I understand opposition to cars within cities. They don't belong there without a good reason. But I really don't understand opposition to cars in rural areas if they're electric. There is *no other way* to get around. None. Zero. America is fucking *enormous.* These distances aren't "hard" to walk, they are *NOT POSSIBLE.*

Anyway saying "abolish all cars" is ableist/forced urbanisation nonsense from people who don't understand some people have different needs for transport. Thank you for coming to my TED talk.

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"oh Americans are all fat and lazy they get upset if they gotta walk 3 km"

... do you know how far away it is to the next major city for me? Also the state capitol?

170km

Yeah. Let me spend the next 3 days walking buddy. Or take the nonexistent bus or train.

"but Elly how can abolishing cars be ableist? Even people in wheelchairs can take public transit"

Here's a real big shocker for you, let me blow your mind:

Some people have very different mobility needs that cannot be accommodated by public transit. They may have additional needs as well, such as the need for medical supervision, or often they have to be in certain positions.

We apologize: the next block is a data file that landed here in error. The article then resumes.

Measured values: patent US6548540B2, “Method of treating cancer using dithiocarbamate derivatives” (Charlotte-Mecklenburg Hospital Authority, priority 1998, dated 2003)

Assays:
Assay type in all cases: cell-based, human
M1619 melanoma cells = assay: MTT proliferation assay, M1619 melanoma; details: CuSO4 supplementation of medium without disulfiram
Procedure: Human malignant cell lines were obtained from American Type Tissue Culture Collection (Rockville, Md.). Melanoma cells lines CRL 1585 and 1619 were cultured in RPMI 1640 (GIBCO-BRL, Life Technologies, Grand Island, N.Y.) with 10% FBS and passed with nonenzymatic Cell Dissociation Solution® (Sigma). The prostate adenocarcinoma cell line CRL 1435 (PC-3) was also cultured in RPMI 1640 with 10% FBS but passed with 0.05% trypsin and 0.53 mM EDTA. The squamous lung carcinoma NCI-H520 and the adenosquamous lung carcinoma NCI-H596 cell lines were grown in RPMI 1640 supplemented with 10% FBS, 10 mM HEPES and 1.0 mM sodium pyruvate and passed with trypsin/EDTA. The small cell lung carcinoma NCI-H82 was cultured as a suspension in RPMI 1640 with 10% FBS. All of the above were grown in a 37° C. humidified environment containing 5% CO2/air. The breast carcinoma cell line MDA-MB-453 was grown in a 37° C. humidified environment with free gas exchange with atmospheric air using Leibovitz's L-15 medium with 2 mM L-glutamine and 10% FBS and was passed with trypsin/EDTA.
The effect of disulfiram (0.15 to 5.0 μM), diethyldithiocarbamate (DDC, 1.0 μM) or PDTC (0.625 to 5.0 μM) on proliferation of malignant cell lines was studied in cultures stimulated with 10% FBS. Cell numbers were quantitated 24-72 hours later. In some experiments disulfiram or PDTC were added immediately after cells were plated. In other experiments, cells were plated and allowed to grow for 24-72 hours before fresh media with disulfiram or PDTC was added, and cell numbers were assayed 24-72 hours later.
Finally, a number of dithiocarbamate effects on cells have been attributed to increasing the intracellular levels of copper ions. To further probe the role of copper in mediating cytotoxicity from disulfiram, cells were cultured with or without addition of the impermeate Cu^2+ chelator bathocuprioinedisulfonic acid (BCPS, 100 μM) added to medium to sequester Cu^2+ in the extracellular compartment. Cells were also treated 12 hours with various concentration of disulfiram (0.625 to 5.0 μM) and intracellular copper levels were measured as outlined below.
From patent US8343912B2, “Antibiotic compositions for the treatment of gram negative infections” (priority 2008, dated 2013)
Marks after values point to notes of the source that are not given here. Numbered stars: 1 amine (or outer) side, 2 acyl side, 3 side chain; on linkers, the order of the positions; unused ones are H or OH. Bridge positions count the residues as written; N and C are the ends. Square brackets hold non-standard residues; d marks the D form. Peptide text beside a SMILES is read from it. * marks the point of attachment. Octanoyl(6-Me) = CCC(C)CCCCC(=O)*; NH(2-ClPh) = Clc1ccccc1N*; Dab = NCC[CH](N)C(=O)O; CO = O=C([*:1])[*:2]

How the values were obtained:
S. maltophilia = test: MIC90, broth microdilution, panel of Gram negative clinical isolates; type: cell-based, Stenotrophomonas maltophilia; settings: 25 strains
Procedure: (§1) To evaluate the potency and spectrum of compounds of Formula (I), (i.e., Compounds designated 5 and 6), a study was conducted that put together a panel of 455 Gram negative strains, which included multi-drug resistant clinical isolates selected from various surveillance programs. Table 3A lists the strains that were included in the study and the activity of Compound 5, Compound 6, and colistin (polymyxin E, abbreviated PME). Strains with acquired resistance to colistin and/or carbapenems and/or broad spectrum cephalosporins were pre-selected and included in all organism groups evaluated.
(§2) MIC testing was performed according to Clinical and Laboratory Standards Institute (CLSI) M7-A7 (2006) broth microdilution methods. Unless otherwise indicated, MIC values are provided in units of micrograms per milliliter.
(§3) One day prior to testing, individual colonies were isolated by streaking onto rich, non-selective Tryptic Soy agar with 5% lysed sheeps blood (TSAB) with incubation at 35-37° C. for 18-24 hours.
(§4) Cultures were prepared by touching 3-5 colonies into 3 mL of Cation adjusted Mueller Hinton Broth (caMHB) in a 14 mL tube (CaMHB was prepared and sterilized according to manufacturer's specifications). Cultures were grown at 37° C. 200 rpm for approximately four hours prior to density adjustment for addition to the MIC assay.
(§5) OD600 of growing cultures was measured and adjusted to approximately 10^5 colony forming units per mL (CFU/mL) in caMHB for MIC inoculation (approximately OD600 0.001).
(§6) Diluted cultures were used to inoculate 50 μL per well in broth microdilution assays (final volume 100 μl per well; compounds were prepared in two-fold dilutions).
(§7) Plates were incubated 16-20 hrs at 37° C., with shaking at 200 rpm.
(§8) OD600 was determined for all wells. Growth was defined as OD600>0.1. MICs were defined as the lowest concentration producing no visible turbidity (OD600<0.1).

Some people also have social anxiety and the train/bus can cause severe discomfort and distress.

And how do you propose we transport people to the hospital? Or people between hospitals? Teleportation doesn't exist yet, and if it did this would all be a moot point, now wouldn't it?

What do you think an ambulance is, a rickshaw? It's a type of car.

To drive the point home further:

As a *means of protest for low wages,* teachers here walked from Tulsa to the state capitol in Oklahoma City (said distance of 170km) and it took them *a week.*

It was a powerful form of protest and got people's attention.

Did I mention that 170km is actually fairly close together for two major metro areas by central USA standards?

"YOU COULD CYCLE"

Cycle 170km? Yeah, maybe if I'm a fucking athlete I'd do it.

And yeah... the climate in the central US is *lethal* to cyclists in the summer in many places. I do not mean "uncomfortable" I mean "this heat will kill you even if you are in great condition."

And the winter isn't much better.

Oh, yeah, people *do* cycle between major cities here like that. For sport. Not even the most impoverished do that. They drive or find a ride to get there.

@Elizafox there's no cars in the sahara. have they tried living there instead?

@Elizafox las vegas is a perfect example of this

there is literally nobody walking the streets or cycling six months out of the year, when the average temperature is in the hundreds and regularly it gets above 110

even standing outside waiting for a bus can be problematic

@KS Oh yeah. And urban heat islands make it worse even in places not Vegas.

Also... the humidity in most of America...

It is terrible.

@Elizafox